It was a pretty varied field, but we ended up learning that super high skill protomechs were some BS, and that only having one mech really is a huge disadvantage. Going forwards, I am probably going to institute a cap on protomech skills, both in future tournaments and in the Goonformat. Because they don’t have to pay for piloting skill, the skill modifier to BV is very kind to them. Some sort of restriction on boating (having a huge amount of one specific weapon) is also probably a good idea, but I am really unsure how to do that, other than going weapon by weapon and restricting the amount you can have, which feels arbitrary.
Another valuable lesson that I learned was that low turn limits and Battletech are not a great mix with one another. I ran all of the scenarios with a 12 turn limit, and we ended up finishing massively ahead of schedule because it does not take nearly as long to do 12 turns of Battletech as I thought it would. I am probably going to raise the limit to 20 in the next event, and likely in the Goonformat as well. It feels like a much better amount of time, still short enough to put some turn pressure on people, but long enough that you can actually kill more than a couple mechs.
The three scenarios were a basic deathmatch/kill mission, a 40k style hold objectives mission, and a “Capture the Flag” type scenario where they had to bring the objective back to their board edge, scoring one point each time. The first two scenarios were pretty good and worked more or less the way I intended them to, but the last one needs some more iteration. I had it where a unit had to end its move on the objective hex to pick up the flag, and then could run it back. The idea was to limit people’s ability to sprint past with a Dasher or something and just leave. In practice though, this led to every mech that went to get the flag having an insanely predictable position that was very easy to camp, and I genuinely do not think that a single player actually ended up capturing in the final round, winning off of the tiebreaker instead. I’ll probably just adjust this so that the mech that wants to pick up the flag just needs to move over it at some point in their movement, but I am still a bit unsure how to fix that one.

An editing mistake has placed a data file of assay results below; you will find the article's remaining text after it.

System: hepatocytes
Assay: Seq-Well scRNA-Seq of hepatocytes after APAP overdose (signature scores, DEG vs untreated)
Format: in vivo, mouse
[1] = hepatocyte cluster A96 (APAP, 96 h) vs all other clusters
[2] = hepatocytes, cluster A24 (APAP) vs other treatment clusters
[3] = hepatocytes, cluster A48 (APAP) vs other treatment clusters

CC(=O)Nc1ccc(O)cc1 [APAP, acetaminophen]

I have been assured by the Goonhammer hive mind that people love to hear about the food that we eat at tournaments. We ended up mostly going to an Italian restaurant that was next to the FLGS we were running the event at. It was pretty good, and pretty cheap, but I ended up getting massively sick to my stomach the day after the tournament, and I blame the sandwich that I ate there. I am not sure if it was the culprit or not, but critical thinking is for losers and I will choose to pin the blame on a sandwich rather than take responsibility for my actions.
I ended up learning a ton by actually running an event and playing the game competitively. You see a lot of different things out of the game when you are playing competitively, compared to normally. I hadn’t ever really considered Protomechs before the event, and now I think it is going to be kinda hard to not use them, seeing as they are massively, massively potent and ridiculously tough. It also reinforces what I have been saying for a while, which is that Inferno SRMs are basically mandatory. They are very good at killing protomechs, which are otherwise a little impossible to kill. Overall like, Battletech is not actually a bad tournament game, I just need to work on the ruleset a bit